How to approach a long-term identity strategy, minus third-party cookies

Tom Lavan, strategy and corporate development, Xandr

As all of the major browsers communicate plans and timelines for deprecating third-party cookies, anxiety continues to grow among advertisers that are looking for new ways to engage valuable customers on a one-to-one basis.

The impending browser changes will promote consumer privacy and are aligned with recent laws and regulatory guidance intended to do the same. But they also present the advertising ecosystem with a challenge — some might say an opportunity — to champion privacy while finding new and innovative ways to provide marketers and consumers with relevant, targeted ad experiences.

The challenge, and the opportunity, is not about solving for the loss of third-party cookies or creating workarounds, but determining the best path forward, investing and partnering to develop strategic identity solutions, enabling publishers to maximize the value of their first-party data, help advertisers meet their business goals and build consumer trust in digital advertising.

This problem-solving can ultimately open doors for industry participants, and when it comes to day-to-day strategy and planning, it’s clear that there are key learnings and steps to consider as a future without third-party cookies quickly approaches.

1. Understand regulations and what they mean for marketing strategies

With regulatory requirements evolving across the world, it’s important for advertisers to understand the impact of those changes on their existing data collections and data-use policies — and to assess any new policies that need to be implemented as a result.

Especially for businesses that span states, regions and countries, these new regulations must be considered and prioritized when developing company strategies. Working closely with industry bodies such as the IAB can be helpful for better understanding the implications of new rules and how peers in the industry are reacting. In many cases, this leads to collaboration, consistency and, ultimately, a more successful strategy.

2. Maximize the value of first-party data

The move away from third-party cookies will further increase the focus on maximizing the value of first-party data insights as they enable more effective and direct collaboration between media companies and advertisers.

Solutions such as data onboarding and analytics technology such as InfoSum, for example, enable users to harness first-party data while maintaining consumer trust and also address privacy and regulatory constraints that impact the industry. When choosing a provider, it’s essential to verify that their first-party data sources truly connect advertisers, platforms and publishers in ways that enable privacy-safe discovery, matching, analysis and activation. It’s also critical to ensure that sensitive data — i.e., PII — is never exposed to external sources.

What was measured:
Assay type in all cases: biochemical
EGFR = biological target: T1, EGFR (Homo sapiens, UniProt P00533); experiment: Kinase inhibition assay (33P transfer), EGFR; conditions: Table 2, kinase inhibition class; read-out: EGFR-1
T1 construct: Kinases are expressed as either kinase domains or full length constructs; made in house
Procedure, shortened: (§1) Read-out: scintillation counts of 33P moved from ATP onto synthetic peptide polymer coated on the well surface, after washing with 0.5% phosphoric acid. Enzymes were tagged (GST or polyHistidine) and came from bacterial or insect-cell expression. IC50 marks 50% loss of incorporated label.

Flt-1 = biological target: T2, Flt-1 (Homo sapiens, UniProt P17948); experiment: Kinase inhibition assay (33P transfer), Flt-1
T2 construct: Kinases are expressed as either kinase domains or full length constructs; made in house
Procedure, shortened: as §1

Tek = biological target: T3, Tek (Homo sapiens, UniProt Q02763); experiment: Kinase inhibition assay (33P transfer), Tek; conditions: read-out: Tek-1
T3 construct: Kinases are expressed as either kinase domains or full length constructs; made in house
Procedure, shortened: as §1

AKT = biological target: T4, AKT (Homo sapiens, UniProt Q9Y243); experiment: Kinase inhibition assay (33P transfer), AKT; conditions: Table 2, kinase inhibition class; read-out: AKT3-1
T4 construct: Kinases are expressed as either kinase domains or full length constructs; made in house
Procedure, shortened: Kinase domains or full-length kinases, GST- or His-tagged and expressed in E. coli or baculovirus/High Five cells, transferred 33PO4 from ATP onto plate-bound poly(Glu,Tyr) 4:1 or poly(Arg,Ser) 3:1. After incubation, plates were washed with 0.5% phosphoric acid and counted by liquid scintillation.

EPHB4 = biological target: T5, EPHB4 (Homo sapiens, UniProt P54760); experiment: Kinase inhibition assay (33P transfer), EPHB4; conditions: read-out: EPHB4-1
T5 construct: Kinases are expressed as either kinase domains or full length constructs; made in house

Enabling the flow of data and insights between advertisers, media companies and technology platforms in a way that’s compliant with CCPA, GDPR and other regional regulations, while returning audience match rates and analytics almost instantly, these will be the factors necessary for the advancement of digital advertising.

3. Evaluate alternative engagement models 

Identity is key to powering relevant advertising. Even basic ad-serving features like frequency and recency control, which improve the consumer experience, are not possible without understanding a user’s identity. Connecting more relevant ads to users is part and parcel of making advertising a better experience overall. But doing so in a privacy-safe way can be challenging.

Models such as contextual targeting, however, which has been around since the start of the programmatic era, are re-emerging as an approach of choice for advertisers seeking to provide a positive user experience for potential customers. Not only does contextual targeting enable advertisers to reach audiences based on context or categories of interest rather than IDs, but it also supports a continued stream of advertising revenue that is essential for publishers bound by privacy regulations. 

Widely proven to help brands maintain the relevancy of their advertising to consumers, the accuracy and precision of contextual targeting will only increase as technology continues to evolve. The better a platform can understand the true context of a page, the better the ad match — and the better the consumer experience.

4. Diversify formats and channels

To optimize media spend in a world without cookies, buyers need to diversify and expand the formats in which they share their messages. Mediums and channels that aren’t reliant on browser-based cookies — including CTV, digital out-of-home, addressable TV and data-driven linear TV — are continuing to grow, especially as viewing habits have shifted during COVID-19. These channels are a safe bet for advertisers looking to engage relevant audiences across screens.

Long-form video offerings prompting robust engagement will grow in importance, and buying strategies such as programmatic guaranteed — which enables buyers to easily reserve access to premium supply through a consolidated buying platform — may well become the preferred transaction method.

The direction of consumer privacy controls — whether because of regulations, technical changes or device-maker strategy — is likely to continue on its current trajectory. In whatever ways the future plays out, strategies should always center around a core dedication to developing solutions that create better, more personalized experiences for consumers, while continuing to fund free, high-quality content through advertising.

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